Zinc deficiency in agriculture:

It is very easy to identify zinc deficiency in the soil under cultivation. Usually, the examination and analysis of the soil under cultivation and the plant leaves yield acceptable results regarding zinc deficiency, and when the plant experiences zinc deficiency, several methods can be employed to improve it quickly and effectively.

Soil zinc deficiency, depending on the sensitivity of the plants, will have destructive effects in varying degrees. Plants such as rice, soybeans, corn, wheat, pea, and grapes are more sensitive to zinc deficiency, while some other products such as carrots, barley, and other forage crops[4] are more resistant to zinc deficiency.

The reasons for zinc deficiency are:

* Calcareous soils, high pH

* High concentrations of bicarbonate in irrigation water because of causes such as continuous droughts

* Uncontrolled and excessive use of phosphate fertilizers, which cause reduction in root growth and zinc solubility in the soil.

* Improper use of fertilizers containing zinc or zinc sulfate

Signs of zinc deficiency in different plants:

Burned spots in the veins, yellow color of relatively old leaves and even young leaves, small plant size, young leaves at the end of the branches that take the rosette[5] form, drying of some plant tissues, and delayed ripening of products and inappropriate growth are the symptoms of zinc deficiency.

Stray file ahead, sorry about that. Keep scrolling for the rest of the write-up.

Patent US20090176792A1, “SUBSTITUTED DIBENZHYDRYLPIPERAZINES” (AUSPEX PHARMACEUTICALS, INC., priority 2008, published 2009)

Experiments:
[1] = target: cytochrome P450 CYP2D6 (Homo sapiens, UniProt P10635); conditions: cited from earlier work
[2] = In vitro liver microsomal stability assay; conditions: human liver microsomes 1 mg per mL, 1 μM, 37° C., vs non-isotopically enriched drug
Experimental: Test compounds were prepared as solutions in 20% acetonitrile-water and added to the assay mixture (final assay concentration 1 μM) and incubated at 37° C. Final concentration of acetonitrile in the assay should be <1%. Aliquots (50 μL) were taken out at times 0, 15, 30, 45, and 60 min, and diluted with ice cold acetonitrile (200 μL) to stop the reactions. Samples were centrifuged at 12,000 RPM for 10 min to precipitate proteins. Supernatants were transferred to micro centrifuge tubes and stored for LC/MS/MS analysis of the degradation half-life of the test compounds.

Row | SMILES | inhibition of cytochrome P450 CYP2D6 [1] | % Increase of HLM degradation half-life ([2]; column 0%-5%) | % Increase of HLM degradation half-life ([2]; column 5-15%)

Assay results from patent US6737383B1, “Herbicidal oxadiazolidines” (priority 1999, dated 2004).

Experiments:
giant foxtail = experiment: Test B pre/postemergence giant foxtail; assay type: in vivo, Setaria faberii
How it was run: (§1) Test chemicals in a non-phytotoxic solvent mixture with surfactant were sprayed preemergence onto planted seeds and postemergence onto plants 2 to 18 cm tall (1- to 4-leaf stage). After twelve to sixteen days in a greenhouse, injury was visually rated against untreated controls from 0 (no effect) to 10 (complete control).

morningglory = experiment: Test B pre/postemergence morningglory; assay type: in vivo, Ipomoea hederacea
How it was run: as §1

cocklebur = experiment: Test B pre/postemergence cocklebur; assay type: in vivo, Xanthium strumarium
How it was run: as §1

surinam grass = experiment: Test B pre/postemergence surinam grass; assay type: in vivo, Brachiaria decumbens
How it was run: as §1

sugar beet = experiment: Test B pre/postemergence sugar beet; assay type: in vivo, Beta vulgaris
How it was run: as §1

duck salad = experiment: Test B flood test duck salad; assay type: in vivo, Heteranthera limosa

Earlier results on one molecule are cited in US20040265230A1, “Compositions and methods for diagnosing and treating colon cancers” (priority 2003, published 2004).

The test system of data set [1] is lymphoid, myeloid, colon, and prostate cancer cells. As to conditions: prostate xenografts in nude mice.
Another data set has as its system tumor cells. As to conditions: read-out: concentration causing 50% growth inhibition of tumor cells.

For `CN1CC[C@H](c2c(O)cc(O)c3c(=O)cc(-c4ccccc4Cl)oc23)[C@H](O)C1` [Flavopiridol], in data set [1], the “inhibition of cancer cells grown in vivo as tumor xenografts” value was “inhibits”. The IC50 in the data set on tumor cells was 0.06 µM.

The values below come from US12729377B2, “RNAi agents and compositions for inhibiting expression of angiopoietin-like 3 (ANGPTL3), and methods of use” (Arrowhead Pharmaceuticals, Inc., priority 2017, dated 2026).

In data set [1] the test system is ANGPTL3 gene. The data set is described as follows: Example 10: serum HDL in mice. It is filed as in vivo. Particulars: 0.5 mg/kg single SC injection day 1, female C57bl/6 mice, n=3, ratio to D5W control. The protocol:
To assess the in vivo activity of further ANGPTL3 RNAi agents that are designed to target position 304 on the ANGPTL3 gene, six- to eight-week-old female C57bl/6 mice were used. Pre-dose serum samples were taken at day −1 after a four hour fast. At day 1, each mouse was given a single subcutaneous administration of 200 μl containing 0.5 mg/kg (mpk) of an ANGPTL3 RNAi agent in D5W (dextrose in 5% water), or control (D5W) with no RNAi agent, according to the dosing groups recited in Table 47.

Other symptoms of zinc deficiency include dwarfism and the small distance between nodes, yellowing of young leaves, deformation and twisting of the margins of leaves, and the drop of quality of the fruits.

It should be noted that zinc amount is inversely proportional to plant age. In other words, older plants have a lower amount of zinc and zinc deficiency symptoms are more severe in them.

Damage caused by zinc deficiency:

Drop of fruit of trees during their evolution is one of the most important damages due to zinc deficiency. In these conditions, sometimes up to 80% of the fruit of the trees will fall. In citrus, zinc deficiency emerges by thickening and whitening the skin. Naturally, such products will not be capable to be supplied to the market. For example, in the case of apple trees suffered from a zinc deficiency, the apple size is reduced to the size of a walnut.

Prevention and treatment:

Zinc deficiency is commonly observed in new gardens where their lands are virgin or leveled. Therefore, it is recommended that, prior to culture, the condition of zinc be examined in the soil of such areas and, in case of a deficiency, try to modify it based on scientific principles and using fully specialized methods and individuals.

Since zinc should be absorbed as a soluble form as a dual capacity Zn+2 cation, two compounds of Zinc Chelate or zinc sulfate are recommended to modify zinc deficiency.

Symptoms of zinc overdose:

In soils with low pH, zinc overdose may take place. The most important symptom of zinc overdose is the change in the color of the network of leaf veins[6] into dark green.

It is strongly recommended to use any kind of fertilizer based on the soil test result, and only after consultation with the experts.

The use of zinc sulfate fertilizer produced by Dezpart Gohar Kimia Sepehr Co. is recommended because:

  1. Because of its high solubility, it can be the best source of zinc in hydroponic culture.
  2. Farmers can use this fertilizer as solution spray in drip irrigation and sprinkler irrigation.
  3. Heavy elements that are harmful to human and plant health are removed in the process of production of this fertilizer.